This Infographic Will Help You Choose the SAT or ACT

As you start looking at colleges where you can play your sport, you’ll want to pay attention to the kind of admissions requirements and minimum test scores that school asks for. And one of the most important hurdles is going to be providing a standardized test score.

But just which test will be best for you to become a college athlete: SAT or ACT?

Should you choose SAT or ACT for your college admissions?

To help you choose which test would be better for you, we’ve created this infographic to break down the differences in the SAT vs ACT.

If you’re looking for information personalized to your search for the right college opportunity, we can help. Get started today.

Check it out below:

sat or act infographic

Up next: learn more about how you can study for the new SAT



SAT or ACT? Do you know which test is right for you?

Colleges accept both tests equally, so the choice is up to you! here’s what you need to know to compare the exams.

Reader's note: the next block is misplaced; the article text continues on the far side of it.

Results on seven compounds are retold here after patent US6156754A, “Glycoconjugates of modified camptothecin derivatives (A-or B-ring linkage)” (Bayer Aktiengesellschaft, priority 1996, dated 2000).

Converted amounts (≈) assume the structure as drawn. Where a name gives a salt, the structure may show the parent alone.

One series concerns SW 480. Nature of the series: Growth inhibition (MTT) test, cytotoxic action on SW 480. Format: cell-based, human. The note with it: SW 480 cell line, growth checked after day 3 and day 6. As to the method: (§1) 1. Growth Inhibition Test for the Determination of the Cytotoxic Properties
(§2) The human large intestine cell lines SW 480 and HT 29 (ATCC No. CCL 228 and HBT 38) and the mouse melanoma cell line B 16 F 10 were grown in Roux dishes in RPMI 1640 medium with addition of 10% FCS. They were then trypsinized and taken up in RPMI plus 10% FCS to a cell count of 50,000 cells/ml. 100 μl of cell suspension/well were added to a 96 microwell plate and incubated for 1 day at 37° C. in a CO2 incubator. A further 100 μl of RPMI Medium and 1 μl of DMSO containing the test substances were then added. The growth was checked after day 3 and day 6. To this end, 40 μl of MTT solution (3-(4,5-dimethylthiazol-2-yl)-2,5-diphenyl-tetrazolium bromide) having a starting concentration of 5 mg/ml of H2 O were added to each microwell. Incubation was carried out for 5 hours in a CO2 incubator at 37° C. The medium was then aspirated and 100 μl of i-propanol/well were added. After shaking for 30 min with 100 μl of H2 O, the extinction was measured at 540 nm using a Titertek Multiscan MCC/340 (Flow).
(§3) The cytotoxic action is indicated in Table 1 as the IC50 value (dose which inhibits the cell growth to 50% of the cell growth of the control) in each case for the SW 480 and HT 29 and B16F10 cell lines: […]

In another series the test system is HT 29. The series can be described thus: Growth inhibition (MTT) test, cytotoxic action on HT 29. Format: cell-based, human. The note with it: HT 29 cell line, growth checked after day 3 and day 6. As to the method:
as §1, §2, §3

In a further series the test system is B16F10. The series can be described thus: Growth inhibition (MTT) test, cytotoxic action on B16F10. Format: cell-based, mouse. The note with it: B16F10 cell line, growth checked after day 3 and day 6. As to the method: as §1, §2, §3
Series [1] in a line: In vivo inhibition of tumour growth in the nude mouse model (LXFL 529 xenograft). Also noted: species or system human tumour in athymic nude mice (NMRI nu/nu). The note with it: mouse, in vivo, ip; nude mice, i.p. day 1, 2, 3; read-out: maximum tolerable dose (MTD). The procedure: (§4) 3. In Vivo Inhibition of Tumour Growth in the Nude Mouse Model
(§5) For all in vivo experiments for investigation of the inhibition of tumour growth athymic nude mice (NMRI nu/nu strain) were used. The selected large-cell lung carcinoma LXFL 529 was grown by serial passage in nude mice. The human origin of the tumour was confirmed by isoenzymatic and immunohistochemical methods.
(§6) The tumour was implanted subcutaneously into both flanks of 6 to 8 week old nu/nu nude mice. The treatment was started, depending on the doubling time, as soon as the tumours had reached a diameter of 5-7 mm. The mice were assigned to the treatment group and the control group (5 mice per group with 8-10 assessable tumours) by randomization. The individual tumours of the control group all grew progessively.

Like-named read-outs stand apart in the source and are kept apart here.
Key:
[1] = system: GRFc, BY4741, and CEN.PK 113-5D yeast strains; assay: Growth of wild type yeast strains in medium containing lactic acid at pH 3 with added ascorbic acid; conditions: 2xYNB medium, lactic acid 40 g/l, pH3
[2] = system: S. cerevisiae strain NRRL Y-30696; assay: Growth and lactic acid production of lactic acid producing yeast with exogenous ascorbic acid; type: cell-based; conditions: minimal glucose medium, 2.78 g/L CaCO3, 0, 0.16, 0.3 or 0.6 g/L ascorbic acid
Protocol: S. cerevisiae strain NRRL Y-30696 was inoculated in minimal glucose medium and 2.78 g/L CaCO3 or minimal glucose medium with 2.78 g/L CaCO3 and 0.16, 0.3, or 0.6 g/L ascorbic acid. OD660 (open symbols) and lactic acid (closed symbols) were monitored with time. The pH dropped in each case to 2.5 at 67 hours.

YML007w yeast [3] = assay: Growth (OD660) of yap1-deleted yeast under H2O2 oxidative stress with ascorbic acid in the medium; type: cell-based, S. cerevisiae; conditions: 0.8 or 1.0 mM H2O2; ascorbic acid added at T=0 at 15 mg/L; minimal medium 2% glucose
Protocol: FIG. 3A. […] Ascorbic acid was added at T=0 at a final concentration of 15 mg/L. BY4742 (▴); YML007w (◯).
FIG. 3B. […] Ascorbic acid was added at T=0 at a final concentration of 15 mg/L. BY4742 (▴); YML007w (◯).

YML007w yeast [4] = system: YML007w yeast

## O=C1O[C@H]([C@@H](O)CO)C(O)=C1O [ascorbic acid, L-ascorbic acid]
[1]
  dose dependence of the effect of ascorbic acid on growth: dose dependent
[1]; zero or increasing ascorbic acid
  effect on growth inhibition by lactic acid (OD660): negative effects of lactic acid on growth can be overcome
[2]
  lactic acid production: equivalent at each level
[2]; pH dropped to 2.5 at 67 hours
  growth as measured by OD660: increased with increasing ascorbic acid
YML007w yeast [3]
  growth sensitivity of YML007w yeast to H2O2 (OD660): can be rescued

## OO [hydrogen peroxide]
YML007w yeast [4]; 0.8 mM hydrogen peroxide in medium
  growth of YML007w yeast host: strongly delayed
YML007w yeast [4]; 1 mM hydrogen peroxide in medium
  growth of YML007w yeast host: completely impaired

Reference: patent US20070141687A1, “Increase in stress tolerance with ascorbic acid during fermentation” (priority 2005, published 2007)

Why take it?

Colleges use both SAT and ACT scores for admissions and merit-based scholarships

Test structure

The SAT consists of math, reading, writing and language, and an optional essay writing sections. In addition, the ACT also has a science section.


Sat: 3 hours (without essay) or 3 hours, 50 minutes (with the essay)

ACT: 2 hours, 55 minutes (without essay) or 3 hours, 40 minutes (with essay)


SAT: 5 reading passages
ACT: 4 reading passages


ACT only: 1 science section testing your critical thinking skills (as opposed to your knowledge of specific scientific concepts)


The SAT covers arithmetic, algebra I & II, geometry, trigonometry, and data analysis; the ACT covers everything except for data analysis.

Tools you can bring

Some sections of the SAT restrict the use of a calculator, but you can use a calculator on all math questions in the ACT.


The essay section is optional in both tests. In the SAT, it will test how well you comprehend a source text, whereas the ACT essay will test how well you evaluate and analyze complex issues.


There are specific scores required for any NCAA division level. (For the ACT, the NCAA adds section scores together into a sum score.)

Division I SAT or ACT score minimum: 400 or 37

Division II SAT or ACT score minimum: 820 or 68

Division III: No minimum requirement.

About the author
Andy McKernan

Andy McKernan is the content strategist at NCSA Athletic Recruiting. A content marketer with a background in creative writing, Andy brings several years of experience to NCSA.